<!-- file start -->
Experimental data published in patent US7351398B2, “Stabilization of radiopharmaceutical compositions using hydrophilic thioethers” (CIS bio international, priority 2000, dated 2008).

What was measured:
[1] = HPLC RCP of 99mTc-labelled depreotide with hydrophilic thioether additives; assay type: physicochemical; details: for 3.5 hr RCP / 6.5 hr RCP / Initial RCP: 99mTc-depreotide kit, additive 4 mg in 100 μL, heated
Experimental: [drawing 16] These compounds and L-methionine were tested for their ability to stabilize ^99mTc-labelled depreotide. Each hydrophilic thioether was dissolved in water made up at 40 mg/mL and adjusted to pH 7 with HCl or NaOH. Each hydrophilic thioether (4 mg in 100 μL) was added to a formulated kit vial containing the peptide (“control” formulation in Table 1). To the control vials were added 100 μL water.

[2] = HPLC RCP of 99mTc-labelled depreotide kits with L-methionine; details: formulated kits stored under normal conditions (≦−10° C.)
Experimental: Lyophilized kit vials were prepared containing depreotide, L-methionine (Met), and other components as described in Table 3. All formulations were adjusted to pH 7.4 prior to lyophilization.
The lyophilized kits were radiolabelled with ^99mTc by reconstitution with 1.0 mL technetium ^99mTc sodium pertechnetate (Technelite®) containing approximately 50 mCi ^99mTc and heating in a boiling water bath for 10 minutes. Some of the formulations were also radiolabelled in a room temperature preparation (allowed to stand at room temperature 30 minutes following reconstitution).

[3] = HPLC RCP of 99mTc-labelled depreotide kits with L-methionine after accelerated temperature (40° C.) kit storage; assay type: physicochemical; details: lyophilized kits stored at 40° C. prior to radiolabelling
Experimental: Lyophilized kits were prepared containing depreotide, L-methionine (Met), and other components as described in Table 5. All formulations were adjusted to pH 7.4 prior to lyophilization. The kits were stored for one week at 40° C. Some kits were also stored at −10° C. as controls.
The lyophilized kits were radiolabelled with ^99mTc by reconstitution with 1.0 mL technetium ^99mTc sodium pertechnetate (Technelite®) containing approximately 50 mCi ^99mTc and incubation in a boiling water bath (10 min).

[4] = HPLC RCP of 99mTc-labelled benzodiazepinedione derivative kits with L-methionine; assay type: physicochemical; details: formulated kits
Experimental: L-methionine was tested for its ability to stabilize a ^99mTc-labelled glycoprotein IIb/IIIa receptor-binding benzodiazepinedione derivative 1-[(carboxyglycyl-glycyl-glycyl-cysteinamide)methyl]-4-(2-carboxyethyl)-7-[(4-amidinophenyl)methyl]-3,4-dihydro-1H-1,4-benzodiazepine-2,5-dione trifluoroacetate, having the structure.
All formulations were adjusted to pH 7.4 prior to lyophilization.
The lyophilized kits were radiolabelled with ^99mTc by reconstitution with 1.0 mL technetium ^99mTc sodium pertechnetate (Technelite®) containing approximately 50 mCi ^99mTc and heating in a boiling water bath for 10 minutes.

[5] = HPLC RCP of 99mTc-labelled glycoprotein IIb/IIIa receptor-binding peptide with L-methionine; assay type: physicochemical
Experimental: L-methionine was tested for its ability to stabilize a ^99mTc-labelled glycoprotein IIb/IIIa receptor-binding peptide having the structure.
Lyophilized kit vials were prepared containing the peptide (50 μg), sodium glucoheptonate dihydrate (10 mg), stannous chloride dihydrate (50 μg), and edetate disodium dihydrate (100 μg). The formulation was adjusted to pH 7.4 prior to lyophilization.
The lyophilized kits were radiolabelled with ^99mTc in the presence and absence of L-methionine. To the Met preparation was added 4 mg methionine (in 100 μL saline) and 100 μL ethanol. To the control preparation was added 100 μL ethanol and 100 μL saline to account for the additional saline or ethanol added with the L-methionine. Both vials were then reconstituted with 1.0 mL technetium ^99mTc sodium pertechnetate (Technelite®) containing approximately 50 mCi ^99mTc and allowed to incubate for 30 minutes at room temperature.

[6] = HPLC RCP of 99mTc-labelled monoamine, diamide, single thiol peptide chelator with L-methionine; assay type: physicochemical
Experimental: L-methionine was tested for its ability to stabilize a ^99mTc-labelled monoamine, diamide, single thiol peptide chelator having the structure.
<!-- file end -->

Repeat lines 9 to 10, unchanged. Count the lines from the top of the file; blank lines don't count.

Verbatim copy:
Experimental: Lyophilized kits were prepared containing depreotide, L-methionine (Met), and other components as described in Table 5. All formulations were adjusted to pH 7.4 prior to lyophilization. The kits were stored for one week at 40° C. Some kits were also stored at −10° C. as controls.
The lyophilized kits were radiolabelled with ^99mTc by reconstitution with 1.0 mL technetium ^99mTc sodium pertechnetate (Technelite®) containing approximately 50 mCi ^99mTc and incubation in a boiling water bath (10 min).